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Rotating Schedules

Scenario: We have three tattoo artists, Dave, Mike and Casey. Our studio is open 7 days a week, Sunday through Saturday. Each of the artists want weekends off. This is easily solvable with a rotating schedule.

  • On week 1, Dave will have Saturday and Sunday off. Mike will have Monday and Tuesday off, and Casey will have Wednesday and Thursday off.
  • On week 2, Dave will have Monday and Tuesday off, Mike will have Wednesday and Thursday off, and Casey will have Saturday and Sunday off.
  • On week 3, Dave will have Wednesday and Thursday off, Mike will have Saturday and Sunday off, and Casey will have Monday and Tuesday off.

We want everyone in on Friday because it’s our busiest day.

Every fourth week our schedule will start over again to week 1.

To accomplish this scenario we will need three rotating schedules, each one assigned to one of the artists. Each schedule will have a start date one week apart from each other. We will also have three week definitions in each schedule. These week definitions will be identical in each schedule. The reason for this is in this scenario our schedule is exactly the same hours, we just want each of them to start on a different week creating the pattern we need.

Set it up

We will setup some rotating schedules to solve the “I want weekends off!” dilemma.

  1. Create a new Rotating Schedule and name it “Artist Schedule 1”.
  2. Set the rotation start date to any Sunday (past, present, future, it doesn’t matter) where you want the first week to begin. We’ll pick December 1st, 2013.
  3. Create a new Week Definition for the schedule in the nested list view.
  4. Set the week number to Week 1.
  5. Set the hours, in this case we’ll set it to work every day except Saturday and Sunday.
  6. Create a new Week Definition for Week2, and set it to work every day except Monday and Tuesday.
  7. Create a new Week Definition for Week 3, and set it to work every day except Wednesday and Thursday.

Clone the schedule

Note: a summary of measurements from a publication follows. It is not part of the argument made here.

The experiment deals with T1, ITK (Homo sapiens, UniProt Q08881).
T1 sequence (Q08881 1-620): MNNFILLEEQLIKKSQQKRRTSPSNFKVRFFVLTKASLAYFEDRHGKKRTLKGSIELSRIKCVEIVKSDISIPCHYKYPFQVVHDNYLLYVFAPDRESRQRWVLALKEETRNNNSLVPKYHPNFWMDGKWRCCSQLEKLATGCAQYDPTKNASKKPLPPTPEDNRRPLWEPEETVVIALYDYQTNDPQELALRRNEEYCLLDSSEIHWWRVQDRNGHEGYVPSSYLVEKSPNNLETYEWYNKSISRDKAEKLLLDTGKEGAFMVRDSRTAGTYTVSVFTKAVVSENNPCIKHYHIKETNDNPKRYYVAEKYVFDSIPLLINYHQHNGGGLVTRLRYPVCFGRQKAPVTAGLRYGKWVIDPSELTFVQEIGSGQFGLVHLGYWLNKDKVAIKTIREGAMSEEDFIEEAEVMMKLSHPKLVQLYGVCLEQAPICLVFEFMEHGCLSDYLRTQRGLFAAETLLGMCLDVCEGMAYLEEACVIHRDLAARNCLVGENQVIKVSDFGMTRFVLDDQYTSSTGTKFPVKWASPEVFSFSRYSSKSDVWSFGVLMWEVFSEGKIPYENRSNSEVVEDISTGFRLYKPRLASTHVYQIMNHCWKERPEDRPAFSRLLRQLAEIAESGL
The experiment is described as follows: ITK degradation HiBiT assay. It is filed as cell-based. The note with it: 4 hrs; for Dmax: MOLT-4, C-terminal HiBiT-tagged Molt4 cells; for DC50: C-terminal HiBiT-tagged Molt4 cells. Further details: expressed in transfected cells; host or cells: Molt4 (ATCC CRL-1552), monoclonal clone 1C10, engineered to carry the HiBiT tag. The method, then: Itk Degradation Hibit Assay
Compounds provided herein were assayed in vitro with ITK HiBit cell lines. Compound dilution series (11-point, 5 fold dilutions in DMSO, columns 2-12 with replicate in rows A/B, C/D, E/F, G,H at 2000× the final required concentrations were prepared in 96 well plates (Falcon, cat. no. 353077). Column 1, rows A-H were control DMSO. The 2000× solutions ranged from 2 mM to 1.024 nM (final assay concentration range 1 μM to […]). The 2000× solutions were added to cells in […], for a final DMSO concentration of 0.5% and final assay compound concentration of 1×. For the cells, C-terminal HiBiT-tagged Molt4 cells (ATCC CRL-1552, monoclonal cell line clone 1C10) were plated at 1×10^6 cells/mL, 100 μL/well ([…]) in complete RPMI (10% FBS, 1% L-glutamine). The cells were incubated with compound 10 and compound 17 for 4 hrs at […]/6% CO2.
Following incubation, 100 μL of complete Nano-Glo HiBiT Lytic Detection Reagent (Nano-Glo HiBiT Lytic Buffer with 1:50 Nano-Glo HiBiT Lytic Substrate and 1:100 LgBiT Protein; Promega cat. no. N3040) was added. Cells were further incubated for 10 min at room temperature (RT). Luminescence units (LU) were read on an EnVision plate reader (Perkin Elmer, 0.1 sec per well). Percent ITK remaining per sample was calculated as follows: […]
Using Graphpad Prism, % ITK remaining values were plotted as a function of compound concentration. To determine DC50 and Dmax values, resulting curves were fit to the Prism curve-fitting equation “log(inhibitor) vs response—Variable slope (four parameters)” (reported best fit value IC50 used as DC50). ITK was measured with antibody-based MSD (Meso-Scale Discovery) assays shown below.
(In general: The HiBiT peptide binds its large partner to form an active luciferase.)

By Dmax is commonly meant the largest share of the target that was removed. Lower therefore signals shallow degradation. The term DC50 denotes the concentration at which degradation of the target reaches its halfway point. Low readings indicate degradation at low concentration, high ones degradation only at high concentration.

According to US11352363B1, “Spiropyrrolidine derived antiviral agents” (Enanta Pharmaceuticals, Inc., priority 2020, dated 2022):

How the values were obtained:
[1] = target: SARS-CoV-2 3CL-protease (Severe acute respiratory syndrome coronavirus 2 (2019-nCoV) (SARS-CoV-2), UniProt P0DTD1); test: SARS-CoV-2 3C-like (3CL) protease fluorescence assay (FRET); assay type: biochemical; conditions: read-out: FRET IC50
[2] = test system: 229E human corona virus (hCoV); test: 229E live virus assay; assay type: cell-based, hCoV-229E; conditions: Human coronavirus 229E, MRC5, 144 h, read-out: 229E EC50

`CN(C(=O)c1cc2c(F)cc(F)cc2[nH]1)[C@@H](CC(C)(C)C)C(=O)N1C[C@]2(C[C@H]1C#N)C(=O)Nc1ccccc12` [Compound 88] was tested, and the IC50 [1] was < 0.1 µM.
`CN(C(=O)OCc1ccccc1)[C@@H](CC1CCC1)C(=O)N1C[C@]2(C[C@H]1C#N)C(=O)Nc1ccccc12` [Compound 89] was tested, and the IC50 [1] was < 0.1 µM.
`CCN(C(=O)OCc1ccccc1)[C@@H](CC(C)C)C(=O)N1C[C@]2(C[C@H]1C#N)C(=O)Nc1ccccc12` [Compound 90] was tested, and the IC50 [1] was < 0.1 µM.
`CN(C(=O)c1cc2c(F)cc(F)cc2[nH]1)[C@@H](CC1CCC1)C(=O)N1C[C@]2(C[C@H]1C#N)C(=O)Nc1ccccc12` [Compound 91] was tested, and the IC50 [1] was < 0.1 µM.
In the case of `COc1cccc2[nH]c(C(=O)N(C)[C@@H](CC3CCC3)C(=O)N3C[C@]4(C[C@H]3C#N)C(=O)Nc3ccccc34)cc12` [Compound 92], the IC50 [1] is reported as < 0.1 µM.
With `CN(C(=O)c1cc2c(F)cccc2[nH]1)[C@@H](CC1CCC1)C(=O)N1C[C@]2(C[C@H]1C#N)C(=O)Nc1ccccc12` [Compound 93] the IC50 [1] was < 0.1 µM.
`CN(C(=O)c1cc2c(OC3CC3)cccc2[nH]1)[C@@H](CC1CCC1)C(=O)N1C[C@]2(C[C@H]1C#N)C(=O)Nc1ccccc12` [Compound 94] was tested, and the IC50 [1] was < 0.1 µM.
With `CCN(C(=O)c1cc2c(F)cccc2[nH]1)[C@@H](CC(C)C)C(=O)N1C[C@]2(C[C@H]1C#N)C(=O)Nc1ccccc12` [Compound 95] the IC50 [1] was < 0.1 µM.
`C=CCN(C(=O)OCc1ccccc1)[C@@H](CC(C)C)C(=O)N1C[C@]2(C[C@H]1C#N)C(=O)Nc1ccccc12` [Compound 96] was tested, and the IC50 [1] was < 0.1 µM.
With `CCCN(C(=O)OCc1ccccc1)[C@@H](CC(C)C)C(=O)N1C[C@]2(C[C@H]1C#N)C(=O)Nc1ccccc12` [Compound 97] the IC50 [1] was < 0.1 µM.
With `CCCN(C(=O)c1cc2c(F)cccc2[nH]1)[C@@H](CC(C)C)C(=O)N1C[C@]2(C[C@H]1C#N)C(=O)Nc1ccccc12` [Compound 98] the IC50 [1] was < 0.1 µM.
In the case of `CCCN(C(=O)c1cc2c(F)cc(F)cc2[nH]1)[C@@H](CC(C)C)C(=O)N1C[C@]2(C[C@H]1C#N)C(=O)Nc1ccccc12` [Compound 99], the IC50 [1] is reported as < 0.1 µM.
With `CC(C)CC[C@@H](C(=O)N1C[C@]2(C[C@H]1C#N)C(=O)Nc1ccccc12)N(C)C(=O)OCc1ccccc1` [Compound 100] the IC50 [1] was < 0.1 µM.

In our example, we want each artist to use this same schedule, we just be offset by a single week. This is easy to accomplish.

In the Rotation Schedule List View, Clone Artist Schedule 1. Change the name to “Artist Schedule 2”. 2. Set the rotation start date to be the Sunday after Artist Schedule 3. Save the new schedule.

Now we have two versions of the same rotating schedule, but they both start one week apart from each other. We can now repeat those three steps for Artist Schedule 3 and we’ll have three versions of the same schedule that we can assign to one artist each.

Assign the schedule to a user

Navigate to Security > Employees and open the detail view for the artist you’d like to use Artist Schedule 1. Set their Rotating Schedule Group to Artist Schedule 1 and save their record. Repeat this for the artist that will use Artist Schedule 2 and Artist Schedule 3.

Now, when you’re scheduling appointments you’ll always be able to easily tell if that is an artist’s day off without guessing or trying to do head math.

Conclusion

This is one example of many useful scenarios for rotating schedules. You could have a single user that needs every other Monday off to deal with personal matters. One rotating schedule with two week definitions will do the trick. Additionally if you wanted to bring in a fourth artist to our scenario above but you only have three stations you could tighten the days, so one artist has Saturday and Sunday off and another has Sunday and Monday off, rather than Monday and Tuesday, etc… this would allow you to fit an extra artist in the schedule as a station would be empty every day of the week. Rotating schedules are very flexible and can allow you to create very complex or basic schedules.

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